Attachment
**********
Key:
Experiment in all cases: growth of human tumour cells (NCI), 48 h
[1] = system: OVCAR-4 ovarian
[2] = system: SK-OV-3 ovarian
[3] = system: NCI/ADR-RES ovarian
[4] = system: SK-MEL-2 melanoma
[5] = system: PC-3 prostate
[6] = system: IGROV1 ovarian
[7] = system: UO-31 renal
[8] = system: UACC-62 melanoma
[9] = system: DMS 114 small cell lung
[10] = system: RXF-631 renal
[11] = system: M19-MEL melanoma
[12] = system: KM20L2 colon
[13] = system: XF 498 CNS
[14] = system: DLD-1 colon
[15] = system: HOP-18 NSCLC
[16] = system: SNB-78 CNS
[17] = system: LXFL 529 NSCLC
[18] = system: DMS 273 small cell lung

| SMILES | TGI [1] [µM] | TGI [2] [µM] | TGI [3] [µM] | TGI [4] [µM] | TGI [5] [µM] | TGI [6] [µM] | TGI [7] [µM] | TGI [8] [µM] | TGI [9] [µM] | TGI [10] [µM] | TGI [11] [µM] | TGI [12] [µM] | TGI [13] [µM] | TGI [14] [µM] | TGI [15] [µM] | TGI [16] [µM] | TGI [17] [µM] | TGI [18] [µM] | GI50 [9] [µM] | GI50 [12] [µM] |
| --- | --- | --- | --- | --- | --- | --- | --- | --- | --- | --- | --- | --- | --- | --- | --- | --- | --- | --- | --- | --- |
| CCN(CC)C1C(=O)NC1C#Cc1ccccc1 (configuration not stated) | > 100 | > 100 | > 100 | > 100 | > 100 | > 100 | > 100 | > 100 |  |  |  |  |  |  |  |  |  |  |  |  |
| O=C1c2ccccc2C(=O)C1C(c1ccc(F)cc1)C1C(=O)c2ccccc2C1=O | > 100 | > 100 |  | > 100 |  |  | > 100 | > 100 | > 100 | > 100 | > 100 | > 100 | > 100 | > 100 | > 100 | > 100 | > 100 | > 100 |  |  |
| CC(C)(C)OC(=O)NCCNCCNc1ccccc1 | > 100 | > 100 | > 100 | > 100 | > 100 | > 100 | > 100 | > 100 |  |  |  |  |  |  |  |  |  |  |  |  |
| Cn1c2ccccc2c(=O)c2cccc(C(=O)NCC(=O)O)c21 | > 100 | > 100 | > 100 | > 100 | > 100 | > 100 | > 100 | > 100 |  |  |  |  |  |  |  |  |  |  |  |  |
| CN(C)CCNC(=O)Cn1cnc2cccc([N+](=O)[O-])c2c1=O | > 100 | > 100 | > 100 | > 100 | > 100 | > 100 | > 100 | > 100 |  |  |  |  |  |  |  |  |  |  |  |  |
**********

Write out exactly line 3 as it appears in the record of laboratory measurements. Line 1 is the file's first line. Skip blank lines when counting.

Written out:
[1] = system: OVCAR-4 ovarian